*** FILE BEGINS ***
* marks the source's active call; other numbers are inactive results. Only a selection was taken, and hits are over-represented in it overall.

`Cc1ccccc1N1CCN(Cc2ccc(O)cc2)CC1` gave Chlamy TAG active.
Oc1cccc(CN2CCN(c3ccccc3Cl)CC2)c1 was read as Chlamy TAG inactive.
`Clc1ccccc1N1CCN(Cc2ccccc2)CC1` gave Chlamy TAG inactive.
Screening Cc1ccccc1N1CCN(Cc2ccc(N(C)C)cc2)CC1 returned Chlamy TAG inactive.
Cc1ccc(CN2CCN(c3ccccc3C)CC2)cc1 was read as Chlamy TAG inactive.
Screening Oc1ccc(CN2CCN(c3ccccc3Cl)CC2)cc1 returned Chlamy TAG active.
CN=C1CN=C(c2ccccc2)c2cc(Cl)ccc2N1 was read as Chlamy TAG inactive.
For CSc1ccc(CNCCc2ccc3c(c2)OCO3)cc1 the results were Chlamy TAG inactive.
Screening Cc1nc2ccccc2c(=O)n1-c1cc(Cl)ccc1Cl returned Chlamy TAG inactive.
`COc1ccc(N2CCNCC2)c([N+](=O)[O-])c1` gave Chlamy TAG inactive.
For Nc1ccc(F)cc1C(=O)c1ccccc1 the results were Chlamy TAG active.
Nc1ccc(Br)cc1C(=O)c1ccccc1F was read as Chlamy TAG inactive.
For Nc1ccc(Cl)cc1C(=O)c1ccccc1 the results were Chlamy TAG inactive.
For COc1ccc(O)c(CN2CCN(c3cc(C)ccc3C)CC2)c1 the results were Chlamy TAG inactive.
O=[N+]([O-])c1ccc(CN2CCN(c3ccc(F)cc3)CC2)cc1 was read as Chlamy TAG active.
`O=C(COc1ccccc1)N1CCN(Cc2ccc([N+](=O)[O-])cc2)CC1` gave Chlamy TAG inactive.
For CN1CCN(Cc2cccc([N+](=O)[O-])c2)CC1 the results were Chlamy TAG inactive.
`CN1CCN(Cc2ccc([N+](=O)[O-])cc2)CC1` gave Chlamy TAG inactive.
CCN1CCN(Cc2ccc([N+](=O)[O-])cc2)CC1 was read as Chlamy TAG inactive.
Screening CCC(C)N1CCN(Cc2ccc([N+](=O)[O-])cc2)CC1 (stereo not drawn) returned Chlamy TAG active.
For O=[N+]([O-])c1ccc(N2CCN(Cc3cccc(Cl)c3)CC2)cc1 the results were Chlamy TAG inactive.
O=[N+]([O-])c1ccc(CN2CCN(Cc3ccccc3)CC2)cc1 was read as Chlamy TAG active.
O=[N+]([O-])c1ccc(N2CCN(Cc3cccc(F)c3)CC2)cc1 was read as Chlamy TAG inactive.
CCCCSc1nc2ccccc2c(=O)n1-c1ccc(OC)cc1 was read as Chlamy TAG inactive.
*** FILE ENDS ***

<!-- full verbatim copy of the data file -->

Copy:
* marks the source's active call; other numbers are inactive results. Only a selection was taken, and hits are over-represented in it overall.

`Cc1ccccc1N1CCN(Cc2ccc(O)cc2)CC1` gave Chlamy TAG active.
Oc1cccc(CN2CCN(c3ccccc3Cl)CC2)c1 was read as Chlamy TAG inactive.
`Clc1ccccc1N1CCN(Cc2ccccc2)CC1` gave Chlamy TAG inactive.
Screening Cc1ccccc1N1CCN(Cc2ccc(N(C)C)cc2)CC1 returned Chlamy TAG inactive.
Cc1ccc(CN2CCN(c3ccccc3C)CC2)cc1 was read as Chlamy TAG inactive.
Screening Oc1ccc(CN2CCN(c3ccccc3Cl)CC2)cc1 returned Chlamy TAG active.
CN=C1CN=C(c2ccccc2)c2cc(Cl)ccc2N1 was read as Chlamy TAG inactive.
For CSc1ccc(CNCCc2ccc3c(c2)OCO3)cc1 the results were Chlamy TAG inactive.
Screening Cc1nc2ccccc2c(=O)n1-c1cc(Cl)ccc1Cl returned Chlamy TAG inactive.
`COc1ccc(N2CCNCC2)c([N+](=O)[O-])c1` gave Chlamy TAG inactive.
For Nc1ccc(F)cc1C(=O)c1ccccc1 the results were Chlamy TAG active.
Nc1ccc(Br)cc1C(=O)c1ccccc1F was read as Chlamy TAG inactive.
For Nc1ccc(Cl)cc1C(=O)c1ccccc1 the results were Chlamy TAG inactive.
For COc1ccc(O)c(CN2CCN(c3cc(C)ccc3C)CC2)c1 the results were Chlamy TAG inactive.
O=[N+]([O-])c1ccc(CN2CCN(c3ccc(F)cc3)CC2)cc1 was read as Chlamy TAG active.
`O=C(COc1ccccc1)N1CCN(Cc2ccc([N+](=O)[O-])cc2)CC1` gave Chlamy TAG inactive.
For CN1CCN(Cc2cccc([N+](=O)[O-])c2)CC1 the results were Chlamy TAG inactive.
`CN1CCN(Cc2ccc([N+](=O)[O-])cc2)CC1` gave Chlamy TAG inactive.
CCN1CCN(Cc2ccc([N+](=O)[O-])cc2)CC1 was read as Chlamy TAG inactive.
Screening CCC(C)N1CCN(Cc2ccc([N+](=O)[O-])cc2)CC1 (stereo not drawn) returned Chlamy TAG active.
For O=[N+]([O-])c1ccc(N2CCN(Cc3cccc(Cl)c3)CC2)cc1 the results were Chlamy TAG inactive.
O=[N+]([O-])c1ccc(CN2CCN(Cc3ccccc3)CC2)cc1 was read as Chlamy TAG active.
O=[N+]([O-])c1ccc(N2CCN(Cc3cccc(F)c3)CC2)cc1 was read as Chlamy TAG inactive.
CCCCSc1nc2ccccc2c(=O)n1-c1ccc(OC)cc1 was read as Chlamy TAG inactive.